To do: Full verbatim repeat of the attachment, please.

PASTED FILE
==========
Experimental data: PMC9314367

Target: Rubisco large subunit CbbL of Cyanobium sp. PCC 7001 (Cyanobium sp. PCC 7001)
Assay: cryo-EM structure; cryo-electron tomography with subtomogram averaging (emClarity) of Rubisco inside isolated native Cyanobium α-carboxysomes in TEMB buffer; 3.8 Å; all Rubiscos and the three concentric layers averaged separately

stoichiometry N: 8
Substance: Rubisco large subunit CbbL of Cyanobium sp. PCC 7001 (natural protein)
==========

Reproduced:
Experimental data: PMC9314367

Target: Rubisco large subunit CbbL of Cyanobium sp. PCC 7001 (Cyanobium sp. PCC 7001)
Assay: cryo-EM structure; cryo-electron tomography with subtomogram averaging (emClarity) of Rubisco inside isolated native Cyanobium α-carboxysomes in TEMB buffer; 3.8 Å; all Rubiscos and the three concentric layers averaged separately

stoichiometry N: 8
Substance: Rubisco large subunit CbbL of Cyanobium sp. PCC 7001 (natural protein)